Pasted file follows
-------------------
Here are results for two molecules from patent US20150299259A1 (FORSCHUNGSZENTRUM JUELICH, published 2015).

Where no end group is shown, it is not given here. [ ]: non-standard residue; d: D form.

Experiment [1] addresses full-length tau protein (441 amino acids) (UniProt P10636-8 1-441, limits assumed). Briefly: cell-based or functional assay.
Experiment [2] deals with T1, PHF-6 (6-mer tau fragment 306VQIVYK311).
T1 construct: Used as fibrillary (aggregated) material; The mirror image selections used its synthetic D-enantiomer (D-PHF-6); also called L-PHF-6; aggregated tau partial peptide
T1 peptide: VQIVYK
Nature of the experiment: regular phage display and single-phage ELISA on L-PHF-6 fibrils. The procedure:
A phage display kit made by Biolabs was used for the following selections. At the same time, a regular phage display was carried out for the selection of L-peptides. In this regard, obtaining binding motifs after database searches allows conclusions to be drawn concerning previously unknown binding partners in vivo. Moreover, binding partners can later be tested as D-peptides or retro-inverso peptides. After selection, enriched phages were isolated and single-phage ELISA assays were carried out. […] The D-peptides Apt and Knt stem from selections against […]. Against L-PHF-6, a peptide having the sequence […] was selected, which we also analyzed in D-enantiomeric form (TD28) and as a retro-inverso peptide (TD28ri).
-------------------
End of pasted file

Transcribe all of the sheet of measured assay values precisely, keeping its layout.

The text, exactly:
Here are results for two molecules from patent US20150299259A1 (FORSCHUNGSZENTRUM JUELICH, published 2015).

Where no end group is shown, it is not given here. [ ]: non-standard residue; d: D form.

Experiment [1] addresses full-length tau protein (441 amino acids) (UniProt P10636-8 1-441, limits assumed). Briefly: cell-based or functional assay.
Experiment [2] deals with T1, PHF-6 (6-mer tau fragment 306VQIVYK311).
T1 construct: Used as fibrillary (aggregated) material; The mirror image selections used its synthetic D-enantiomer (D-PHF-6); also called L-PHF-6; aggregated tau partial peptide
T1 peptide: VQIVYK
Nature of the experiment: regular phage display and single-phage ELISA on L-PHF-6 fibrils. The procedure:
A phage display kit made by Biolabs was used for the following selections. At the same time, a regular phage display was carried out for the selection of L-peptides. In this regard, obtaining binding motifs after database searches allows conclusions to be drawn concerning previously unknown binding partners in vivo. Moreover, binding partners can later be tested as D-peptides or retro-inverso peptides. After selection, enriched phages were isolated and single-phage ELISA assays were carried out. […] The D-peptides Apt and Knt stem from selections against […]. Against L-PHF-6, a peptide having the sequence […] was selected, which we also analyzed in D-enantiomeric form (TD28) and as a retro-inverso peptide (TD28ri).